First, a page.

Real Estate Financing and Investing/Latest Mortgage Options

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With real-estate prices shooting persistently upward, first-time buyers are finding it tougher to get in the game. Who ever heard of a $500,000 starter home? Lenders have responded by devising some novel loan structures, mostly designed to cut payments in the early years. While many of these products make pricey homes available to people who otherwise couldn't afford them, they can be burdened with risk. Here are some of the latest mortgage options.

40-Year Mortgage. These products are similar to 30-year fixed-rate mortgages, except that borrowers stretch the payments out for an extra 10 years. Lenders, however, charge a slightly higher interest rate, up to half a percentage point. This type of loan is good for first-time buyers who don`t plan on staying in the house for more than a few years, and are looking for lower monthly payments.

  • Benefits: A 40-year mortgage offers lower monthly payments than a 30-year loan. On a $300,000 mortgage at, say, 6% for a 30-year and 6.25% for a 40-year a home buyer could save nearly $35 each month.
  • Drawbacks: By extending the length of the mortgage, the borrower increases the amount of interest paid over the life of the loan. On that $300,000 mortgage, it would mean an additional $170,030.42.

Negative Amortization Mortgage. This interest-only product allows buyers to pay less than the full amount of interest necessary to cover the costs of the mortgage. The difference between the full amount and the amount paid each month is added to the balance of the loan. This loan is best for borrowers with large cash reserves who want the flexibility of lower payments during certain parts of the year but plan to pay off loans in large chunks during other parts.

  • Benefits: An even smaller monthly payment than an interest-only mortgage in the first few years.
  • Drawbacks: Should housing prices stagnate or fall, buyers would find themselves in "negative equity," meaning they would owe money to the lender if they sold their homes.

Flex-ARM Mortgage. Each month the lender sends the borrower a payment coupon that calculates four payment options: negative amortization, interest only, 30-year fixed and 20-year fixed. The homeowner decides how much to pay. (Some mortgages offer only an interest-only and a 30-year-fixed option.) This structure is recommended for people who like options and have large cash reserves for when payments increase in the later portion of the loan.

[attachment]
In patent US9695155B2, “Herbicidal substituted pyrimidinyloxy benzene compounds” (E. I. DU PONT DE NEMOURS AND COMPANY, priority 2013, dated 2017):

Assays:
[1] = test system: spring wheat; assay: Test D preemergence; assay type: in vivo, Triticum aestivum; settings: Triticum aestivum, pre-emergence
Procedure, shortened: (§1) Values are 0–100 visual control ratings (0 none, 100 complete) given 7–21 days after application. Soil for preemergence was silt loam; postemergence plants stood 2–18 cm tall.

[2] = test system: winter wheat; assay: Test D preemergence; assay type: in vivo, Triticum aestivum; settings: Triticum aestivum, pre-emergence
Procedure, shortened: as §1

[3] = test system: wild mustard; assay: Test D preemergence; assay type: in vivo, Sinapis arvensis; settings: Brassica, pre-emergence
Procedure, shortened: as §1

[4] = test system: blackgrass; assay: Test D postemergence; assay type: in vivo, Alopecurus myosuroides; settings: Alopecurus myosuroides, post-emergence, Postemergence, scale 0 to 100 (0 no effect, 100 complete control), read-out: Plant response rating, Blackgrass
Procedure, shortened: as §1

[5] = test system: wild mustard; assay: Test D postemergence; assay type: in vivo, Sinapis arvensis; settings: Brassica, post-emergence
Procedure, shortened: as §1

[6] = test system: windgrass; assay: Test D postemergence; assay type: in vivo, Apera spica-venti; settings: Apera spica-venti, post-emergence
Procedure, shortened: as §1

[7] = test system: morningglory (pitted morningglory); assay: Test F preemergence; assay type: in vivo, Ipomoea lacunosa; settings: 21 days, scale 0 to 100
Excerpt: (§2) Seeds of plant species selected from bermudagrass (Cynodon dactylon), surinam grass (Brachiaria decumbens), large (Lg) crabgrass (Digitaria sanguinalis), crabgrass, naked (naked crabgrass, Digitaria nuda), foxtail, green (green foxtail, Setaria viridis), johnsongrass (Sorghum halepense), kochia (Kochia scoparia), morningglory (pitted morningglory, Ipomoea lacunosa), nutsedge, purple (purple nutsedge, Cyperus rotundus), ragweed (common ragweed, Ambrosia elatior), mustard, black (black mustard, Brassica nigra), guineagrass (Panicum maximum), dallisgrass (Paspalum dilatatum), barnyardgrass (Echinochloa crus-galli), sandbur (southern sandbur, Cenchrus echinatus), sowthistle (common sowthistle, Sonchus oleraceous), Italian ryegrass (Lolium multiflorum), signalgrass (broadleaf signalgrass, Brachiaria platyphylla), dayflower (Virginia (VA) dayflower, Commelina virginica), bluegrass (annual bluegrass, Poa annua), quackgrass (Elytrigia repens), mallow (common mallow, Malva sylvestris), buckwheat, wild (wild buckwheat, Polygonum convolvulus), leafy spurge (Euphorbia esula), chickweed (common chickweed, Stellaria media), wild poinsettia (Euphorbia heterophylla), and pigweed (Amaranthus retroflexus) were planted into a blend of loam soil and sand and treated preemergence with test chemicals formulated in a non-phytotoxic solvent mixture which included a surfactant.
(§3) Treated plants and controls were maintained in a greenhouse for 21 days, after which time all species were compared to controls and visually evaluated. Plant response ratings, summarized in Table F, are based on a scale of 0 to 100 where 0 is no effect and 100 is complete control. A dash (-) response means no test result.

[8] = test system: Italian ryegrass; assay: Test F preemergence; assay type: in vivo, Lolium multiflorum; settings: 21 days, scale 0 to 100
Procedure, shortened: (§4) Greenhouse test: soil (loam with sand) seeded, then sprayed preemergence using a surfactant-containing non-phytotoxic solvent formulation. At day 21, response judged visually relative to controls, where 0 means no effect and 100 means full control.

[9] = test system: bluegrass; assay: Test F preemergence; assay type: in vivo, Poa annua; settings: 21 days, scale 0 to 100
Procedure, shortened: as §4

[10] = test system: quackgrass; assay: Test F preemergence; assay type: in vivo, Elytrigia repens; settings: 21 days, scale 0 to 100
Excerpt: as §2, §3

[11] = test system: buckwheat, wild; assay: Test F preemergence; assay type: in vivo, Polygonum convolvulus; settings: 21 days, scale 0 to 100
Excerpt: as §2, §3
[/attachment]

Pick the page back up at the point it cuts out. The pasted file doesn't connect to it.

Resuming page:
• Benefits: The bank does all the thinking. Each month it recalculates the balance and tells the borrower how much he or she would owe under different scenarios.
  • Drawbacks: Borrowers could end up owing more on the mortgage than they can fetch for their homes.

Piggyback Mortgage. This is really two mortgages, also known as a combo loan. The first covers 80% of the property`s value. The second, with a slightly higher rate, covers the remaining balance. Young professionals with high salaries but little savings would benefit most from this loan type.

  • Benefits: In most cases, homeowners save money since the second loan allows them to avoid paying costly private-mortgage insurance when buying a home with less than a 20% down payment.
  • Drawbacks: Rates on the second mortgage are higher. And rates can vary greatly depending on credit scores. Also, since the borrower has little equity in the home, should its value fall when it is time to sell, the borrower would need to pay the difference in cash.

103s and l07s. These loans have no down payment and allow people to borrow 3% to 7% more than the house is worth. They are best for people with large cash reserves who prefer to invest in, say, the stock market rather than tying up assets in real estate.

  • Benefits: Minimal up-front costs.
  • Drawbacks: Rates tend to be high. And borrowers run the risk of negative equity if the house loses value.

No-Doc or Low-Doc Loan. This loan let you borrow without proving the usual income requirements. Most lenders expect you to have a credit score of at least 620.

  • Benefits: The borrower does not earn enough money to qualify for a normal loan but anticipates no trouble making the mortgage payments.
  • Drawbacks: The rate may be one-half to three points higher than an equivalent full-doc loan.